Australian farmers are experiencing price volatility, so how can hedging help them take advantage of boosted demand for Australian exports following the US drought? NAB’s Head of Agribusiness for Business Markets, Rod Fraser, explains.
Australian farmers are experiencing price volatility (of around $100 per tonne in recent months) following a significant dry spell in the US Midwest. So, how can they adopt hedging strategies to capitalise on the increased demand for Aussie exports following the drought plight in the northern hemisphere?
The first thing Australian farmers must get their head around, explains NAB’s Head of Agribusiness of Business Markets, Rod Fraser, is their cost of production and the margin they intend to manage. “Currently, markets offer growers the opportunity to protect much healthier margins than seen in the past 18 months,” he points out, “and it remains critical to maintain a close eye on production and only hedge a percentage of anticipated production that suits your risk appetite.”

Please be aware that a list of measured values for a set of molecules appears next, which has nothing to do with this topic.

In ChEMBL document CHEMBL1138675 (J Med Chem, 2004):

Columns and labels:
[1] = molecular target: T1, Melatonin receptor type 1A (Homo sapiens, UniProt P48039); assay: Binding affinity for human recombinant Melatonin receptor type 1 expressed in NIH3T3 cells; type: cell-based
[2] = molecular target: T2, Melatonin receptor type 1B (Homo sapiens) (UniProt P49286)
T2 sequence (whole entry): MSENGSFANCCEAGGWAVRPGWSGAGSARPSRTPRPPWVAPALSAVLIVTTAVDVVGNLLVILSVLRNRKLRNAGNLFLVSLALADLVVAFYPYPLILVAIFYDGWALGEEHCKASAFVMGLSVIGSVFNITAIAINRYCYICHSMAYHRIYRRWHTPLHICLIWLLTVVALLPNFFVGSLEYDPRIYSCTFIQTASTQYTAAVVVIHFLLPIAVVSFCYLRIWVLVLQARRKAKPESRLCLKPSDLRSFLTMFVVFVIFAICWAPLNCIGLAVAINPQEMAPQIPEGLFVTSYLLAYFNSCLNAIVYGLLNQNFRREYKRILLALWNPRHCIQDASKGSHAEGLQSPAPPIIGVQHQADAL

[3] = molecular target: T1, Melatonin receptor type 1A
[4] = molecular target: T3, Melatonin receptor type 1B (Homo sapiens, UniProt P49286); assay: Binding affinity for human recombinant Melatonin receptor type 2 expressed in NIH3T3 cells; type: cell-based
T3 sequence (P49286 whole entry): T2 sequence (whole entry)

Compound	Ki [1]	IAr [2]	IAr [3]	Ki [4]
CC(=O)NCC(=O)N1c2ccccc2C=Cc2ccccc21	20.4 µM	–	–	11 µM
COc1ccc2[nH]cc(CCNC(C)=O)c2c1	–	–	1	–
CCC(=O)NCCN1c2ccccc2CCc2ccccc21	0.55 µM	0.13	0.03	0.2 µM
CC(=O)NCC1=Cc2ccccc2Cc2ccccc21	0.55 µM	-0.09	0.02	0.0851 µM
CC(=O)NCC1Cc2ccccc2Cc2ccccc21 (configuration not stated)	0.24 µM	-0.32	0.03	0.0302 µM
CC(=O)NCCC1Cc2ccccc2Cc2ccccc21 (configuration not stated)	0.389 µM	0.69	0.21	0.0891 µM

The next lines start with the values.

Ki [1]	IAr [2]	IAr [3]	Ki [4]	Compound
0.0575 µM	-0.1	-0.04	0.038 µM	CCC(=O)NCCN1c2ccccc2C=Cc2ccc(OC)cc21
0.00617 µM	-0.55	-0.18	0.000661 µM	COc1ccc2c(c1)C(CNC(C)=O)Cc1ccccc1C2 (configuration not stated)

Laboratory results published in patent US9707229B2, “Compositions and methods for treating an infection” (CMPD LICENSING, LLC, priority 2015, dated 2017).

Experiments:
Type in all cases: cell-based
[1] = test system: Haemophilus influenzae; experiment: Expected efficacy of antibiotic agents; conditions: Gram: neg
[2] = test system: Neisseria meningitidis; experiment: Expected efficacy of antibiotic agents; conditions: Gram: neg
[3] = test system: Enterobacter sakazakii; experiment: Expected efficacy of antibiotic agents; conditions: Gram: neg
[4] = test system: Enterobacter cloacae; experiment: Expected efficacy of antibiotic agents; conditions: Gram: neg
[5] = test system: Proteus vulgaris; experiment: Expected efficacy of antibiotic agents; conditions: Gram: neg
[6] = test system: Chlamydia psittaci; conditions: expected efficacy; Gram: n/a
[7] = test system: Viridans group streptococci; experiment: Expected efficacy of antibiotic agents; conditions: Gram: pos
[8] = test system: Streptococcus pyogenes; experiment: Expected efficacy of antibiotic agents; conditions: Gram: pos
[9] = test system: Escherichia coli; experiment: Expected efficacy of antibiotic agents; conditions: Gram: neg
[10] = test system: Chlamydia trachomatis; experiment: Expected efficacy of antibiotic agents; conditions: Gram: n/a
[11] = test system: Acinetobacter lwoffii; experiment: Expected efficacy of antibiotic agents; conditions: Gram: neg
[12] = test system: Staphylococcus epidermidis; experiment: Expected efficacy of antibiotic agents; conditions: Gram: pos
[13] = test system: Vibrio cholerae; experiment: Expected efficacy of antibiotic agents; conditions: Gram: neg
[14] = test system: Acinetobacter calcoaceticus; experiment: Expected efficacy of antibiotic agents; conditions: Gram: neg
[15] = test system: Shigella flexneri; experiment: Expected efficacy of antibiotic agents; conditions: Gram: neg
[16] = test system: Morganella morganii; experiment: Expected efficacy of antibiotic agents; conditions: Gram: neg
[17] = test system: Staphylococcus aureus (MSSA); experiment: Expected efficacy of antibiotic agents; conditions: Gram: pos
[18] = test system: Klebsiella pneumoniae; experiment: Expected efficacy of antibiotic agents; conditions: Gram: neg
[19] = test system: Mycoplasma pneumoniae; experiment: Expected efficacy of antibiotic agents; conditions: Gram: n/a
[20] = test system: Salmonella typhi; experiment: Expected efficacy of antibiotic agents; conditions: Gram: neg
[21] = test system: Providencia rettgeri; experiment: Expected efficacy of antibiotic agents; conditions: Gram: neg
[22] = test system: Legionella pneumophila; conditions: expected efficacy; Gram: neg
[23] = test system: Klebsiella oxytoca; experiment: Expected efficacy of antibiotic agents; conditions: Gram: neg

Also be aware of why price hikes are likely to occur, he adds. The current slump in US yields of corn and soybean will generate a rally in these crops and this, in turn, will drive the prices of wheat, barley and canola prices – Australia’s major winter crops.
But don’t go overboard in setting long margins when prices go north: keep the risk in check when hedging. “It’s important to not get bullish at historical highs and recognise that current prices offer the chance to manage margins well in excess of long-term averages,” cautions Fraser. “A scale in strategy to the rally avoids missing the opportunity when the market starts rationing demand and price erodes.” For example, with prices well above $300 AUD per tonne, opportunities exist now to start managing margins for the 2013-2014 season.
Yields, cost variability and equity levels in land and machinery affect a farmer’s ability to hedge, as they all impact the cost of growing one tonne of each commodity. Growers need to understand this and then target a margin above that cost of production, says Fraser.
What’s more, growers need to get into the habit of updating their yield forecast every seven days. “It’s imperative Australian producers monitor yields on a weekly basis,” Fraser cautions. “Our variable climate adds significant risk for producers and it’s essential they don’t get into the situation where they’re oversold in an explosive market.”
Read up on agribusiness price risk management.
For a more in-depth look at how your agribusiness sector is performing, read our latest Rural Commodities Wrap.